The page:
Rentals and Short-Term Accommodation (22:XI)
|This information applies to British Columbia, Canada. Last reviewed for legal accuracy by the Law Students' Legal Advice Program on July 24, 2023.|
A. Introduction to Residential Strata Lot Rentals and Use for Short-Term Accommodation
Restricting the rental of any strata lot is prohibited under s 141 of the SPA. As a result, a bylaw that restricts the rental of a strata lot is not enforceable. Effective November 24, 2022, a strata corporation also may not prohibit or otherwise restrict the rental of a residential strata lot, but may, by bylaw, limit the use of residential strata lots.
B. No Restriction on Rentals
1. Bylaws that Limit Disposition of Strata Lots
Section 121(1)(c) of the SPA provides that a bylaw is not enforceable to the extent that it prohibits or restricts the right of a strata lot owner to freely sell, lease, mortgage, or otherwise dispose of a strata lot or an interest in a strata lot. There are no exceptions related to rentals.
A strata corporation may also not adopt bylaws that require a strata lot owner to seek the corporation’s approval of prospective tenants or establish screening criteria for tenants.
2. Bylaws Requiring the Approval of Rentals of Tenants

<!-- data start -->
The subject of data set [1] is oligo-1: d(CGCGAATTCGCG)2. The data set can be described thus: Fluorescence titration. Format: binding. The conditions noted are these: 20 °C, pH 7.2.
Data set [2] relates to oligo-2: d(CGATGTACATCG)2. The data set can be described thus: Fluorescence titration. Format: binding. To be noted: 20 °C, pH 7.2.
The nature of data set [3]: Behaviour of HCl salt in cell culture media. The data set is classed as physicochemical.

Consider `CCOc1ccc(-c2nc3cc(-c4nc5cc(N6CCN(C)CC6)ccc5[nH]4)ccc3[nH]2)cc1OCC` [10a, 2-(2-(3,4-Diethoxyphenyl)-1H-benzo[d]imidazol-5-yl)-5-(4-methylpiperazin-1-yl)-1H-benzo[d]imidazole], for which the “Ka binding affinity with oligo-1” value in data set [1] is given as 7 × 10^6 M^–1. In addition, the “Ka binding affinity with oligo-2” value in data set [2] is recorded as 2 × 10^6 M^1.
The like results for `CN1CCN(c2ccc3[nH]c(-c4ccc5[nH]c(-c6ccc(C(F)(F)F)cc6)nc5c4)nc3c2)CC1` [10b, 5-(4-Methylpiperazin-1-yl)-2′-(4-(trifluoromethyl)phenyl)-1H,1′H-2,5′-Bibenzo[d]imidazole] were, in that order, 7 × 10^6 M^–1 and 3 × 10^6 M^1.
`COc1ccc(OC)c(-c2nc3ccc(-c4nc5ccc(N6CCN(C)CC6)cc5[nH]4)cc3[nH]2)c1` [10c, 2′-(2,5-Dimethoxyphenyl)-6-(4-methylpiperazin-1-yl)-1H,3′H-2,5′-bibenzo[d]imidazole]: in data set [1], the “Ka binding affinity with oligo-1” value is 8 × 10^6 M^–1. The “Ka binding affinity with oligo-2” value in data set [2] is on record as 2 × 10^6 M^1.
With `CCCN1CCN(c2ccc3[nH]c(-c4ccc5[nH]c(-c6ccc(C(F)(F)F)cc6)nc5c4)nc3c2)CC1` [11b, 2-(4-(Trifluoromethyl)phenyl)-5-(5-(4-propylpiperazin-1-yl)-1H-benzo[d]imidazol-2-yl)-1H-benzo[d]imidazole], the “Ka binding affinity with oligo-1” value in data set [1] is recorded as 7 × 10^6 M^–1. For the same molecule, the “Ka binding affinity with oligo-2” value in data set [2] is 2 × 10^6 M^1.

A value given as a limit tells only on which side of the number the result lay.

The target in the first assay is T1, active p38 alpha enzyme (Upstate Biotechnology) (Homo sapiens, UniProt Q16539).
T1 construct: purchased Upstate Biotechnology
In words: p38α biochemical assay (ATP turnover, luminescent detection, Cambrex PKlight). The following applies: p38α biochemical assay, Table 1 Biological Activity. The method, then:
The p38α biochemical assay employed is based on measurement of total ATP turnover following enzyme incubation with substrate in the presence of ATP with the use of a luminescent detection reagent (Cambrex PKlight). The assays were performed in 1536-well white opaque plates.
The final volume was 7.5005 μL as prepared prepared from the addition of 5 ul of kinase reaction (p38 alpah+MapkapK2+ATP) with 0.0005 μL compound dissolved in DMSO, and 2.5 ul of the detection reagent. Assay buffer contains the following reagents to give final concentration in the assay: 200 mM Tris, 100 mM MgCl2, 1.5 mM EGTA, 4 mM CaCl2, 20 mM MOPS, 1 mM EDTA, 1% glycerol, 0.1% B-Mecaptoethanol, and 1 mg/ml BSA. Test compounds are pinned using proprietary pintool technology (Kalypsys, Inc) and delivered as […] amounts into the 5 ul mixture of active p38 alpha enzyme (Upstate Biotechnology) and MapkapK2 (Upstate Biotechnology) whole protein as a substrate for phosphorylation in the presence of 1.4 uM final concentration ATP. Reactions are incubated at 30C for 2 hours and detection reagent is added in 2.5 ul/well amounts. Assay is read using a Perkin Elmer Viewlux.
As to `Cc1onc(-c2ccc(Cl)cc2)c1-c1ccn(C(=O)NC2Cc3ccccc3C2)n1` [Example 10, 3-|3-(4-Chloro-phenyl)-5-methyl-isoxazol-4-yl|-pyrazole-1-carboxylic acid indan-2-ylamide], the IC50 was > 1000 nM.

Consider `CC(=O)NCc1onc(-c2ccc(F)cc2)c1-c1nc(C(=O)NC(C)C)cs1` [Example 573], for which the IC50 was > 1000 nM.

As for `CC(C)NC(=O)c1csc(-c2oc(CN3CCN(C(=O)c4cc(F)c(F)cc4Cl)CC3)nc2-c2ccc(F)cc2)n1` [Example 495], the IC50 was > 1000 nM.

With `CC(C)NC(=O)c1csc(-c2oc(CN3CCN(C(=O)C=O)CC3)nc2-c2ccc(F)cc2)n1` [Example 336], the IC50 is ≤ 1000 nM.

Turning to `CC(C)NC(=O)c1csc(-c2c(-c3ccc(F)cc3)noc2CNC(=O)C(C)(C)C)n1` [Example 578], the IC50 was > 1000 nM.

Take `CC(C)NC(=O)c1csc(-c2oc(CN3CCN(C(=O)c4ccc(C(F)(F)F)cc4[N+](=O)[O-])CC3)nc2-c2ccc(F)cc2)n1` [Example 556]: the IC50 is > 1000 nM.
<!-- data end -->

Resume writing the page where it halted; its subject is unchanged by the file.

Section 141 of the SPA provides that a strata corporation must not, among other things, require the approval of tenants. Even if a strata corporation is not requiring the approval of specific tenants, there is no justification for a bylaw requiring strata council approval of strata lot rentals, as a bylaw limiting the number of rentals is not enforceable.
In Skipsey v The Owners, Strata Plan 1538, 2020 BCCRT 247, the revised wording of a bylaw up for contention at the CRT read as follows:
“Rentals will be considered by the strata council, on a case-by-case basis. Any approved rental will have a maximum period. Rental management to be approved by the council. Additional strata charges may be charged for rental units. No owner shall lease or rent a strata lot without the written permission of the strata council or a motion at a strata council meeting.”
This bylaw was found to be unenforceable.
C. Use of Strata Lots for Short-Term Accommodation
While a bylaw cannot restrict the rental of a strata lot, a strata corporation may, by bylaw, restrict the use of a strata lot by prohibiting licensing the use of all or part of a strata lot for short-term accommodation purposes. The question becomes what the difference is between a strata lot rental and a licence.